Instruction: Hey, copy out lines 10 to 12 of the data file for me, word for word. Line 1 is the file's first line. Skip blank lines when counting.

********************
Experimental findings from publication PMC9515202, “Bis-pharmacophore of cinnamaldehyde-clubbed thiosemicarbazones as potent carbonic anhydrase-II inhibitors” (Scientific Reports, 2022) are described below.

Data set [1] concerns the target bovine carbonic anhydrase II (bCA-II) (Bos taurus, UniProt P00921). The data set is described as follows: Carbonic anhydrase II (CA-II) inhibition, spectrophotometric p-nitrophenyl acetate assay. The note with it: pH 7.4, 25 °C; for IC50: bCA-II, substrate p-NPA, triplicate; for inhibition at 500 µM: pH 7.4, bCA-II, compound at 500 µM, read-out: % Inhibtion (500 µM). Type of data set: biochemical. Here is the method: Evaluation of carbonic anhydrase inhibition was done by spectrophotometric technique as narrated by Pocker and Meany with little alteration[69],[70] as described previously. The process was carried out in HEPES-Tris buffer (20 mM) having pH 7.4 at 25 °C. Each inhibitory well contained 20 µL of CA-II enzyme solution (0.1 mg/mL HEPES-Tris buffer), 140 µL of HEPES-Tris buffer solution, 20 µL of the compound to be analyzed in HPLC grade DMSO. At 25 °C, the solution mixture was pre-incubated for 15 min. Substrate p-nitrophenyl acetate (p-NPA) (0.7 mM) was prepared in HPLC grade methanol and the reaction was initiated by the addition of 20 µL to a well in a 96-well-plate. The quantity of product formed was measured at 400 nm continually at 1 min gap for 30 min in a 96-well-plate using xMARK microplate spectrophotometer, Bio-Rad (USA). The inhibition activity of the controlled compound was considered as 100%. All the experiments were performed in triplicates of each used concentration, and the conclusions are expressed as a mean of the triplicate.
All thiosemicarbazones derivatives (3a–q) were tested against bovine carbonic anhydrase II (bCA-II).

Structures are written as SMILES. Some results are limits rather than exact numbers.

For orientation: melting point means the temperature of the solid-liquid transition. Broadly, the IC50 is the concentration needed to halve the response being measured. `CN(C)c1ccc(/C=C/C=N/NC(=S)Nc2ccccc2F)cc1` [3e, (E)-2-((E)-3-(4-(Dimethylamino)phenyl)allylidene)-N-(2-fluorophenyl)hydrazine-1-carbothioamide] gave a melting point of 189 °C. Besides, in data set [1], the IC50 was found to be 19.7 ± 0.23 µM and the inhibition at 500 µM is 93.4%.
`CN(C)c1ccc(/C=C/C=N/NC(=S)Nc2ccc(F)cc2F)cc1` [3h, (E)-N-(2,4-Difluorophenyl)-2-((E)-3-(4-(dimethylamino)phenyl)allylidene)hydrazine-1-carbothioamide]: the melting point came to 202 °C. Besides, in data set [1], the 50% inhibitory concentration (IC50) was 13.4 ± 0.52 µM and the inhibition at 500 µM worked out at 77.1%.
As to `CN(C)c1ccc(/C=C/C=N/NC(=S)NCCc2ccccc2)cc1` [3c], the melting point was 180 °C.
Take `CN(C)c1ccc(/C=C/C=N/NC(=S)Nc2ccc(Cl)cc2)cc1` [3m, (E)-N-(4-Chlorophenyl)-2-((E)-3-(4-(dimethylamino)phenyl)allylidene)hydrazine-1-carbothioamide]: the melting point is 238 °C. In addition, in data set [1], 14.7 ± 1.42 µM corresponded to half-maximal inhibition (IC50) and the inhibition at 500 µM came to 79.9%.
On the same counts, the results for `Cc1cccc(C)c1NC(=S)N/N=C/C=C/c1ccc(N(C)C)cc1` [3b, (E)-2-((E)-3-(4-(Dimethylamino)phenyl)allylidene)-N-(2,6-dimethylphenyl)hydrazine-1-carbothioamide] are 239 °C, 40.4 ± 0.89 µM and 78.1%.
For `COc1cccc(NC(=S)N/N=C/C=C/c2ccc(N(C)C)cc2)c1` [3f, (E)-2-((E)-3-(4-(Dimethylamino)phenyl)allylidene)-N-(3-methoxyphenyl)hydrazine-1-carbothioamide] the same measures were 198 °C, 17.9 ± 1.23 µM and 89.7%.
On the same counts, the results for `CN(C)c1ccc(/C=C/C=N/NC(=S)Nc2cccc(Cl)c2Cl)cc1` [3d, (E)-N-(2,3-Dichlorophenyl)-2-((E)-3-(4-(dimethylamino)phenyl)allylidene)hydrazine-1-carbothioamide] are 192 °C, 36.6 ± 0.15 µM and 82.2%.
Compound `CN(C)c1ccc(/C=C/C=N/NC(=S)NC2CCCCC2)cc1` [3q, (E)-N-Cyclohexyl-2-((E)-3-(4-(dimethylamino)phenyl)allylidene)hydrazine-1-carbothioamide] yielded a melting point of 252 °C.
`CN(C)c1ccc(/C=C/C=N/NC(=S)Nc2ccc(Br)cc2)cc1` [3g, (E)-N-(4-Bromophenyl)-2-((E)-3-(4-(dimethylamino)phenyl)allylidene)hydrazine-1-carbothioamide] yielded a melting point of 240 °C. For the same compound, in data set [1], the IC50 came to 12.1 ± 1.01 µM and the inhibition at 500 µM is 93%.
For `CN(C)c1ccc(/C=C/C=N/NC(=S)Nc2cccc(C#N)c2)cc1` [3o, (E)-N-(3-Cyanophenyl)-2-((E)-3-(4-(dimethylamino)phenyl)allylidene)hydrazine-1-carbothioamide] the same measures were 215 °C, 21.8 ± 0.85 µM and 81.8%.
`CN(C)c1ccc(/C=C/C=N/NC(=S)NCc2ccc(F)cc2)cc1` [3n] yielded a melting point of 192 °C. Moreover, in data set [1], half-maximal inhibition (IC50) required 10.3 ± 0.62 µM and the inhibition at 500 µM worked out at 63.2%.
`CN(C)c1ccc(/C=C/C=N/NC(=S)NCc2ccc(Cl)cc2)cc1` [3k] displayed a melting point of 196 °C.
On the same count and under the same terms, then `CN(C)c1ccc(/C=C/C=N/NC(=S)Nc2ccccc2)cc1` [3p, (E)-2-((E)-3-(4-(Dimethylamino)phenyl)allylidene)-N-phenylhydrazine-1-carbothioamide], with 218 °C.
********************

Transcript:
For `COc1cccc(NC(=S)N/N=C/C=C/c2ccc(N(C)C)cc2)c1` [3f, (E)-2-((E)-3-(4-(Dimethylamino)phenyl)allylidene)-N-(3-methoxyphenyl)hydrazine-1-carbothioamide] the same measures were 198 °C, 17.9 ± 1.23 µM and 89.7%.
On the same counts, the results for `CN(C)c1ccc(/C=C/C=N/NC(=S)Nc2cccc(Cl)c2Cl)cc1` [3d, (E)-N-(2,3-Dichlorophenyl)-2-((E)-3-(4-(dimethylamino)phenyl)allylidene)hydrazine-1-carbothioamide] are 192 °C, 36.6 ± 0.15 µM and 82.2%.
Compound `CN(C)c1ccc(/C=C/C=N/NC(=S)NC2CCCCC2)cc1` [3q, (E)-N-Cyclohexyl-2-((E)-3-(4-(dimethylamino)phenyl)allylidene)hydrazine-1-carbothioamide] yielded a melting point of 252 °C.